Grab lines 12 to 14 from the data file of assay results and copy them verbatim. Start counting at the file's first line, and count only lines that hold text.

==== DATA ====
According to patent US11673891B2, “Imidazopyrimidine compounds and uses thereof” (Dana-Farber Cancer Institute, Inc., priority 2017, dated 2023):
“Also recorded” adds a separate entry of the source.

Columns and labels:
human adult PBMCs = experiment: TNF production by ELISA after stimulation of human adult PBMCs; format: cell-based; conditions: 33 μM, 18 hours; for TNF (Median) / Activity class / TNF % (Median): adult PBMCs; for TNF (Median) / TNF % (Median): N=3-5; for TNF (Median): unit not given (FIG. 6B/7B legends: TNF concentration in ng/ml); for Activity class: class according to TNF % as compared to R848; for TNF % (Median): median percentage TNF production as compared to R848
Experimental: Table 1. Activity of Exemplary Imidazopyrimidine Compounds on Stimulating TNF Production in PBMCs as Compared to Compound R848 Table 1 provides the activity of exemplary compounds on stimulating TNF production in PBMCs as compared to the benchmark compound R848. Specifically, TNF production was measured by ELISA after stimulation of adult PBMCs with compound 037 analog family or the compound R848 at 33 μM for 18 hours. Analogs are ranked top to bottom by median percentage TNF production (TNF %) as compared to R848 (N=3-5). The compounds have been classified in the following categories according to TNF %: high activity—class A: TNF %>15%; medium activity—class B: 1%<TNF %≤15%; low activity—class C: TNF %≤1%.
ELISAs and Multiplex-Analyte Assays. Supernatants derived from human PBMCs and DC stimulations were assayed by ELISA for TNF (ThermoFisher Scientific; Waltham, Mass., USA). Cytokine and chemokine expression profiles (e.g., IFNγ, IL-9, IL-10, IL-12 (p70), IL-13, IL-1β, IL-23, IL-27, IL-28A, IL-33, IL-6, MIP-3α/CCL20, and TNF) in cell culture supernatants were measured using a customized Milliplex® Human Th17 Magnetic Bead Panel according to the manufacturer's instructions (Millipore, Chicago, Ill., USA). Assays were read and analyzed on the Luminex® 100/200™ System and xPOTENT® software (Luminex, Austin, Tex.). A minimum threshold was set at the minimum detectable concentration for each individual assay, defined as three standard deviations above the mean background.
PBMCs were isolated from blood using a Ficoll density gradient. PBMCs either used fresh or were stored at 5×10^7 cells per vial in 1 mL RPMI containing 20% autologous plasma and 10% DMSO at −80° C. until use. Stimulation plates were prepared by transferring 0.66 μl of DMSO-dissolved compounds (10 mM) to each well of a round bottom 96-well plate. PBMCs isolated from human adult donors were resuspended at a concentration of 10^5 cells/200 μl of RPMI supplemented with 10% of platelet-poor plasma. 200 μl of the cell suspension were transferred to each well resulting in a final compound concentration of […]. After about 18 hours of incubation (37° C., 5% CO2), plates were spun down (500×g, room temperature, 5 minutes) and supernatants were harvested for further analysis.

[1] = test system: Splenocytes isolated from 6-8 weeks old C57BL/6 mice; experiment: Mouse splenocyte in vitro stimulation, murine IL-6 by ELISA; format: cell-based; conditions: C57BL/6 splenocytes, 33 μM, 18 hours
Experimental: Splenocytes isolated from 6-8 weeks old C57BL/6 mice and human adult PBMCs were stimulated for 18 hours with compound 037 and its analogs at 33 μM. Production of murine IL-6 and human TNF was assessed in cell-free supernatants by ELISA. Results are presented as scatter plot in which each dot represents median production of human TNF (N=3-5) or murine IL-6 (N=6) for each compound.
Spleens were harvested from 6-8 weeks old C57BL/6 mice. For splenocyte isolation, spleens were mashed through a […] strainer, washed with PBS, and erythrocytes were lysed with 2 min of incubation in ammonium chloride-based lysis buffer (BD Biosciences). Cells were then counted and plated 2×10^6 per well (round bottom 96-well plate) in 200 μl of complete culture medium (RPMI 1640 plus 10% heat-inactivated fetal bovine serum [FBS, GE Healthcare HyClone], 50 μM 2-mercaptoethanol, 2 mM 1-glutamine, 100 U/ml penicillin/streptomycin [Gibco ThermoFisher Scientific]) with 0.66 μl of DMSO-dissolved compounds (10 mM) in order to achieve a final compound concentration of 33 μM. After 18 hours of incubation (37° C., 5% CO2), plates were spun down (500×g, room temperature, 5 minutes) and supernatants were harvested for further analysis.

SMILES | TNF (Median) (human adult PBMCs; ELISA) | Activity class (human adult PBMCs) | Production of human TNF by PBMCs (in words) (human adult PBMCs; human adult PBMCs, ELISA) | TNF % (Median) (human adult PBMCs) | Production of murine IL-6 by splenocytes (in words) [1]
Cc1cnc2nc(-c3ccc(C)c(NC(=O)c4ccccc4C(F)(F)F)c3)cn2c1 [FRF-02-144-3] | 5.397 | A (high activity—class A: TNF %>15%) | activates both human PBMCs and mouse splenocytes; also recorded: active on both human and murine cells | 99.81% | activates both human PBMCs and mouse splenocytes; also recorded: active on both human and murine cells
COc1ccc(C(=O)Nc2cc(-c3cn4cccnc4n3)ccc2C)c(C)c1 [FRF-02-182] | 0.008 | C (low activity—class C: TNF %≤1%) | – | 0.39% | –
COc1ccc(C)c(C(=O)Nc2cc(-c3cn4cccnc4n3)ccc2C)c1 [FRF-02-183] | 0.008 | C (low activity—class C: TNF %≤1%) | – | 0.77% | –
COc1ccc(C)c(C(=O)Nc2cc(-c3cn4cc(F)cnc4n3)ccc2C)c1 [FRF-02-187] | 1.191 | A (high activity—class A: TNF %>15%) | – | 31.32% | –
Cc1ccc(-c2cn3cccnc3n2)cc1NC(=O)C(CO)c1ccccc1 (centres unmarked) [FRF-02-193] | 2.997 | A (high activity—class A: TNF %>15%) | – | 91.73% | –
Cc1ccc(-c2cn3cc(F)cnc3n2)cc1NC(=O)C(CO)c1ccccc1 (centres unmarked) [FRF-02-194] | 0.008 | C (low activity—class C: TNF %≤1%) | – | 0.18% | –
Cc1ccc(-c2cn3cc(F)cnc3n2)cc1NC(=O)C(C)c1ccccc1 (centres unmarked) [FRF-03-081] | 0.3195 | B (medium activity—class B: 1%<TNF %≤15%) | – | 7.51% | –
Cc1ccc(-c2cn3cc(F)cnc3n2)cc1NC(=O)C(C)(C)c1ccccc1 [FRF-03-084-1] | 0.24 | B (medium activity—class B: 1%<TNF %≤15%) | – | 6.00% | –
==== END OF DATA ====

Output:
Cc1cnc2nc(-c3ccc(C)c(NC(=O)c4ccccc4C(F)(F)F)c3)cn2c1 [FRF-02-144-3] | 5.397 | A (high activity—class A: TNF %>15%) | activates both human PBMCs and mouse splenocytes; also recorded: active on both human and murine cells | 99.81% | activates both human PBMCs and mouse splenocytes; also recorded: active on both human and murine cells
COc1ccc(C(=O)Nc2cc(-c3cn4cccnc4n3)ccc2C)c(C)c1 [FRF-02-182] | 0.008 | C (low activity—class C: TNF %≤1%) | – | 0.39% | –
COc1ccc(C)c(C(=O)Nc2cc(-c3cn4cccnc4n3)ccc2C)c1 [FRF-02-183] | 0.008 | C (low activity—class C: TNF %≤1%) | – | 0.77% | –